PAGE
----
• Violin & Cello

  • When you look at a string instrument, the first thing you'll probably notice is that it's made of wood, so why is it called a string instrument? The bodies of the string instruments, which are hollow inside to allow sound to vibrate within them, are made of different kinds of wood, but the part of the instrument that makes the sound is the strings, which are made of nylon, steel, or sometimes gut. The strings are played most often by drawing a bow across them. The handle of the bow is made of wood and the strings of the bow are actually horsehair from horses' tails! Sometimes the musicians will use their fingers to pluck the strings, and occasionally they will turn the bow upside down and play the strings with the wooden handle.

    The strings are the largest family of instruments in the orchestra and they come in four sizes: the violin, which is the smallest, viola, cello, and the biggest, the double bass, sometimes called the contrabass. (Bass is pronounced "base," as in "baseball.") The smaller instruments, the violin, and viola make higher-pitched sounds, while the larger cello and double bass produce low rich sounds. They are all similarly shaped, with curvy wooden bodies and wooden necks. The strings stretch over the body and neck and attach to small decorative heads, where they are tuned with small tuning pegs.

  •  All levels. All ages.

    PRIVATE LESSONS: Cello and Violin 

    with maestro Stefano Matteucci

    Beginning students are taught to develop a proper and natural hold of the instrument and view it as a natural body extension. The names and pitches of the open strings and finger numbers are then explored, and bowing and finger positions are taught to enable the playing of simple melodies and exercises. The importance of intonation, phrasing, and musicality are stressed early on to allow an increase in difficulty and creative expression. The study of scales, arpeggios and technical exercises propel the student forward so he or she will soon be able to choose styles of music that are the most exciting. Students will also engage in teacher duets to sharpen their ensemble playing and timing. Advanced students will study concertos and pieces from the solo repertoire to polish their performing and practicing skills.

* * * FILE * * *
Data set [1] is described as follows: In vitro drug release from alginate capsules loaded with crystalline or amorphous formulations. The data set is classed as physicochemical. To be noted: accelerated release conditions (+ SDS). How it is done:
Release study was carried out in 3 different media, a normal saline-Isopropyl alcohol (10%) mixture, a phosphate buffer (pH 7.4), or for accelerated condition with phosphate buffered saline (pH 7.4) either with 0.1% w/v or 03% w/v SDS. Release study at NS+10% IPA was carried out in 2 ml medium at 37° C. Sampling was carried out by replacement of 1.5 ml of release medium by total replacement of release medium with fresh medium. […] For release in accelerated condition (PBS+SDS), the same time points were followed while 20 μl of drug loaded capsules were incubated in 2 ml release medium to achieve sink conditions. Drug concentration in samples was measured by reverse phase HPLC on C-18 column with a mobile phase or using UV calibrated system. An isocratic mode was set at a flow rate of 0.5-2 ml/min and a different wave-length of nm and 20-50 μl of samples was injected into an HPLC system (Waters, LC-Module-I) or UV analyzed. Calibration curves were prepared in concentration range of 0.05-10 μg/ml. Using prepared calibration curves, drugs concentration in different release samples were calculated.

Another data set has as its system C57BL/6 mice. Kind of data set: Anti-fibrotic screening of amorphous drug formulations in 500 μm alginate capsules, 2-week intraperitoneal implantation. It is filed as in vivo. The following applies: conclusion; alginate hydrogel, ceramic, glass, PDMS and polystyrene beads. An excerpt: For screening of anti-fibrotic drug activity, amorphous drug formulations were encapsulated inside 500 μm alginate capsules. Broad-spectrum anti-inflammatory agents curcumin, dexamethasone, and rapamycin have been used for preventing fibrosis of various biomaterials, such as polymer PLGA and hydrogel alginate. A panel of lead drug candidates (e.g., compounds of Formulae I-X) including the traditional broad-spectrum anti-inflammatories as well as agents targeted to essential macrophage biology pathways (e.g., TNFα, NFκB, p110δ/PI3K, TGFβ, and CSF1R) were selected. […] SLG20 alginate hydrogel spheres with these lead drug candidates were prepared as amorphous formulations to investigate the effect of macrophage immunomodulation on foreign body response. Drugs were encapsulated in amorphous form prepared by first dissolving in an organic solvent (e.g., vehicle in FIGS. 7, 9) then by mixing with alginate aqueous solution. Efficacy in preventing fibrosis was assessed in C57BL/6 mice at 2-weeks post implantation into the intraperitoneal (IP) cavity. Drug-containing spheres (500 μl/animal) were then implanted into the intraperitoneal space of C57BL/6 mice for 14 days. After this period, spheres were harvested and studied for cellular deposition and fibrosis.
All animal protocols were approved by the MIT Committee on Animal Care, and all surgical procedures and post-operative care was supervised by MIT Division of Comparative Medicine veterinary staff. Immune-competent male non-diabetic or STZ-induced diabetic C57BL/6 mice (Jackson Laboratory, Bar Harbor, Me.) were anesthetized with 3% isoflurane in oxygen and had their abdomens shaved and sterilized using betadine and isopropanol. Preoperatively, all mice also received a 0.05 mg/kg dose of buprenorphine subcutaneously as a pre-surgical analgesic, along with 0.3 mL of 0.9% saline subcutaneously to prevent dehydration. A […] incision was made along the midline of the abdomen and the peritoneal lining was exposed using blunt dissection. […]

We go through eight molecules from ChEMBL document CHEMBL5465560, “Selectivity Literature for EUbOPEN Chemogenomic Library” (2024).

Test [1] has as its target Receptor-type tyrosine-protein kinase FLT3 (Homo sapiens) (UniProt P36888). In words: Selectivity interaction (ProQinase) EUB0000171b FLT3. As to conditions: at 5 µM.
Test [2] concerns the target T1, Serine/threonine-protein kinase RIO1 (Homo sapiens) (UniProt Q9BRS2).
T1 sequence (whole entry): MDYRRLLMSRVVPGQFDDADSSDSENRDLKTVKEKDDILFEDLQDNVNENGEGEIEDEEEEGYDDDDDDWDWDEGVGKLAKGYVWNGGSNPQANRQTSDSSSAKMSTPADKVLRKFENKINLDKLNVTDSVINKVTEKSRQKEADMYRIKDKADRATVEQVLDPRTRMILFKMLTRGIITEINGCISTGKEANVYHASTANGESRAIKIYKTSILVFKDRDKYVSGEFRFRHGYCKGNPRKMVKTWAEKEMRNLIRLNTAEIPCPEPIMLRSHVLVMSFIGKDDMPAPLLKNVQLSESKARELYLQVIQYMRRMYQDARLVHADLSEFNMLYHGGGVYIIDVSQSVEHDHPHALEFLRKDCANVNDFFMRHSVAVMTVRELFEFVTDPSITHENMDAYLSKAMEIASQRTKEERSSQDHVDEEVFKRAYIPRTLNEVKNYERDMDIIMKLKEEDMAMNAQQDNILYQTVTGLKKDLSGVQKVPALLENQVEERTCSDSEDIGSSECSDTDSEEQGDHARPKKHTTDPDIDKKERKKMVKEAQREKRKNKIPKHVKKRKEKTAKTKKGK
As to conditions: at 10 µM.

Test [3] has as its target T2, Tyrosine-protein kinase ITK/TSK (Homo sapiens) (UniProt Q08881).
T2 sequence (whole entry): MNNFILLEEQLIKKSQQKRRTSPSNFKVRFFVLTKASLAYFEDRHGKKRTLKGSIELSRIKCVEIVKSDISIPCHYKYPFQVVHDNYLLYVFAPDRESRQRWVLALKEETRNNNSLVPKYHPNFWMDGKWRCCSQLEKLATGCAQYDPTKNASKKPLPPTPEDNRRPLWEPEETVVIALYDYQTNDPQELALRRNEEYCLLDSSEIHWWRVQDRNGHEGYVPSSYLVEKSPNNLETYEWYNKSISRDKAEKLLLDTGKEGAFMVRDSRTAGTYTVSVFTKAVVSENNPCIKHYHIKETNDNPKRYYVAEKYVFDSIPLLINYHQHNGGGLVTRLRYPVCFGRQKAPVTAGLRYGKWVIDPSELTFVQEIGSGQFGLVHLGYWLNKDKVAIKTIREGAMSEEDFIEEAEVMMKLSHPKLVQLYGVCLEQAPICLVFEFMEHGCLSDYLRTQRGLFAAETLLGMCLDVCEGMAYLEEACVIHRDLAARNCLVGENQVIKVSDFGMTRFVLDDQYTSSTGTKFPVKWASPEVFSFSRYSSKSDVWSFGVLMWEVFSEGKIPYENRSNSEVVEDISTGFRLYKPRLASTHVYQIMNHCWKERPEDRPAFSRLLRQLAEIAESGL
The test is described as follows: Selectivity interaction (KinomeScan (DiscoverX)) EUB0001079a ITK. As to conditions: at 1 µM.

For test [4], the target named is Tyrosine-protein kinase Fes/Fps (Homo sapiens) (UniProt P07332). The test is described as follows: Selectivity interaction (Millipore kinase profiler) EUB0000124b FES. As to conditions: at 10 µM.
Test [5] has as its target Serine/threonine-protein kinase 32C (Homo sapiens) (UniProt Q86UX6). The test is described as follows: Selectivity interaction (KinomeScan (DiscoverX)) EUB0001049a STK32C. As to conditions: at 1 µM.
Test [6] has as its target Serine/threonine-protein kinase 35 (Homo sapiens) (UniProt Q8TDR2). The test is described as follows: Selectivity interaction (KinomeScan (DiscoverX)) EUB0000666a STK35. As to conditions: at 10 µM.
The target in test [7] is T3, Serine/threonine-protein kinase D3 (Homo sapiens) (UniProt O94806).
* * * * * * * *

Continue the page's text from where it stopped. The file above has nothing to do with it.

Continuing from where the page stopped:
• Your Teacher
  • Voice, Cello, Violin, Piano, Songwriting, Composition & Music theory, Audio Production, Artist Development

    About Stefano

    Stafano Matteucci
    Stafano Matteucci

    Voice, Cello, Violin, Piano, Songwriting, Composition & Music theory, Audio Production, Artist Development

    About Stefano

  • I teach cello and violin specific techniques, together with musicality, aural, theory and harmony, sight reading, repertoire, improvisation and preparation for ABRSM exams. I use the Italian method from Santa Cecilia's Conservatory in Rome, and the Anglo-American method ABRSM.

  • Cultivate your ensemble skills to a high level.


    Professionally prepare for your exam or performance. Expand your musical knowledge and performance experience.

    Taught by maestro Stefano Matteucci

    These private group lessons are suitable for you, whether you are seeking to professionally prepare for exams and performances or looking for a fun, enriching opportunity to play in an ensemble with friends, neighbors, and colleagues. We will encourage sharing of musical ideas and offer new ways to look at music-making and performance practice while using teamwork and communication to refine the ensemble's work.